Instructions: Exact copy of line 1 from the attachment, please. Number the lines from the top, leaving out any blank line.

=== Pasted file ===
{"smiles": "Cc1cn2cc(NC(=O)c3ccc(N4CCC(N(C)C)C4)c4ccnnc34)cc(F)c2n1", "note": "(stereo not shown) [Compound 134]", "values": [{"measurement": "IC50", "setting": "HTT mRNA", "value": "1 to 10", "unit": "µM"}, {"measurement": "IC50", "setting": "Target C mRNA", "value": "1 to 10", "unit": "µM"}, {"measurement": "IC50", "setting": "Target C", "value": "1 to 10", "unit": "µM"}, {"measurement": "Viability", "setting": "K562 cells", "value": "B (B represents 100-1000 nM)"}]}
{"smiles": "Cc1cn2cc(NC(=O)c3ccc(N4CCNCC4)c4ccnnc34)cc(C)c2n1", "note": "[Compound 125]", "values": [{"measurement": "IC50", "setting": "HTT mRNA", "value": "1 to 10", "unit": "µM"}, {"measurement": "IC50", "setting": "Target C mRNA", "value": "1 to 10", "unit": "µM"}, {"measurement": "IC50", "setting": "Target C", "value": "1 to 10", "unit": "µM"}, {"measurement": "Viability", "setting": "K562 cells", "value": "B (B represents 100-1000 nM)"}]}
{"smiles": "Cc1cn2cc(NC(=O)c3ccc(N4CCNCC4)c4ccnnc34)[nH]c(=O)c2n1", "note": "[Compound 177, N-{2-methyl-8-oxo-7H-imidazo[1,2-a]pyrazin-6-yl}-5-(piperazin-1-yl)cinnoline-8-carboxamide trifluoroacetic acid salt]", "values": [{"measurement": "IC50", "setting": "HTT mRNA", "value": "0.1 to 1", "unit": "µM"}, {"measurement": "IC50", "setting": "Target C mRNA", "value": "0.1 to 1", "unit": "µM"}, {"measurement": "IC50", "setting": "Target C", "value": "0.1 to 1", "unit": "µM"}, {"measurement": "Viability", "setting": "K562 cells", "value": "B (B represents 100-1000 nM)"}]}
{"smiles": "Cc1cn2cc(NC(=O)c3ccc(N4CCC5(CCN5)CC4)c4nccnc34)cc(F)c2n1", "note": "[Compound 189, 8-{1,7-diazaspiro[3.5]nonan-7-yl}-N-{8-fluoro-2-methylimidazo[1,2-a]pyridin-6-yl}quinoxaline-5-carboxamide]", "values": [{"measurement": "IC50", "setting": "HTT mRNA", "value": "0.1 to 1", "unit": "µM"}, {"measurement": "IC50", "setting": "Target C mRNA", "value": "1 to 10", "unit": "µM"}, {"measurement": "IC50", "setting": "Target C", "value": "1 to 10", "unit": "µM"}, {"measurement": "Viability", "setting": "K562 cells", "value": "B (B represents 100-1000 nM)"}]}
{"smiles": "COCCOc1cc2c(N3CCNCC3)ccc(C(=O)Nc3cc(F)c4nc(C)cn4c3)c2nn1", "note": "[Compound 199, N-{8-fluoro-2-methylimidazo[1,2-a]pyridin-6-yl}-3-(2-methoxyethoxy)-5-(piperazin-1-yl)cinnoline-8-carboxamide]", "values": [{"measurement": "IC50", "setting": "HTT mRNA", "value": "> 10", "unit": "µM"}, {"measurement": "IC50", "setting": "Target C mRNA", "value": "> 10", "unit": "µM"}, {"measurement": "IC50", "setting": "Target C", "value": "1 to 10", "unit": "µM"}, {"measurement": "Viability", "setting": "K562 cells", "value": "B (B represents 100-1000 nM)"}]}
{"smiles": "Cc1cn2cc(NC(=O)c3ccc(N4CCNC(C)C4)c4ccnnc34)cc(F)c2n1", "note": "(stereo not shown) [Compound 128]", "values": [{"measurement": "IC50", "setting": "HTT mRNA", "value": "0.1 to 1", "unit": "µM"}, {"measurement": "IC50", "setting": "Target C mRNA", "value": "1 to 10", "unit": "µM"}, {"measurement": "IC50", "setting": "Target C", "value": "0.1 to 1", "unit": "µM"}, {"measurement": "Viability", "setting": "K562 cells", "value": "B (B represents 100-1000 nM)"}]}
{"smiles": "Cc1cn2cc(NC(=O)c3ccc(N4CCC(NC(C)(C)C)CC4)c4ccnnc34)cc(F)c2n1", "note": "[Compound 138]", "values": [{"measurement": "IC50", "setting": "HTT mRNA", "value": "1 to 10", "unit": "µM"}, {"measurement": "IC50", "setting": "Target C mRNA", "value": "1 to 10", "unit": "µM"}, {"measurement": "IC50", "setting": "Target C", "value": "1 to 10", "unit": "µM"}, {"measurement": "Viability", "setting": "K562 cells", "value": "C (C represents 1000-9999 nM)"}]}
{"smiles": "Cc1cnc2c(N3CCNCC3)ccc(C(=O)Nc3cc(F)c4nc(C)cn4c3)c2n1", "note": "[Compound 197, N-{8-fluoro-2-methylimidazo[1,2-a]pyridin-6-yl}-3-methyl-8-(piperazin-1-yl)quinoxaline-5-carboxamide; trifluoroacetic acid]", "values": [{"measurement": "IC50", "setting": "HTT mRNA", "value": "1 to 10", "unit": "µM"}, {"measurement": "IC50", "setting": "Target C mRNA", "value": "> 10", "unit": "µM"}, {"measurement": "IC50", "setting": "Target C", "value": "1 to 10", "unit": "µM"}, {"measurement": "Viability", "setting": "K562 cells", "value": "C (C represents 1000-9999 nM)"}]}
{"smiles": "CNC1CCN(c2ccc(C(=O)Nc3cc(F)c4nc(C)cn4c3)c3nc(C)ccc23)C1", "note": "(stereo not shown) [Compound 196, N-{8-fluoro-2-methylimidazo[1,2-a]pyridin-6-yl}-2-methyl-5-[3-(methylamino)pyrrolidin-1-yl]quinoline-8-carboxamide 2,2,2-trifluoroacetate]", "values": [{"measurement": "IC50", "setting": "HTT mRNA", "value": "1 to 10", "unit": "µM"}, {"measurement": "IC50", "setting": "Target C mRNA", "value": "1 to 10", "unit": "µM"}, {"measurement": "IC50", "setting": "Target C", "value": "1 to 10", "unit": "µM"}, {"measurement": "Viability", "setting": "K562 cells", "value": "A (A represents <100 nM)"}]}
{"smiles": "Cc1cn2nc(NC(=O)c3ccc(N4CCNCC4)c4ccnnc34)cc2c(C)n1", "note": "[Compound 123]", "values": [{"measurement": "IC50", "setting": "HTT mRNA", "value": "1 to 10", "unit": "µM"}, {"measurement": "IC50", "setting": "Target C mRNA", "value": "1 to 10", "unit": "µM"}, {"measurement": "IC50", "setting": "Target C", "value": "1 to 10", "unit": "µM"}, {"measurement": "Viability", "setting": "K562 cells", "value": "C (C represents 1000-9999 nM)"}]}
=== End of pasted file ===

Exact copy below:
{"smiles": "Cc1cn2cc(NC(=O)c3ccc(N4CCC(N(C)C)C4)c4ccnnc34)cc(F)c2n1", "note": "(stereo not shown) [Compound 134]", "values": [{"measurement": "IC50", "setting": "HTT mRNA", "value": "1 to 10", "unit": "µM"}, {"measurement": "IC50", "setting": "Target C mRNA", "value": "1 to 10", "unit": "µM"}, {"measurement": "IC50", "setting": "Target C", "value": "1 to 10", "unit": "µM"}, {"measurement": "Viability", "setting": "K562 cells", "value": "B (B represents 100-1000 nM)"}]}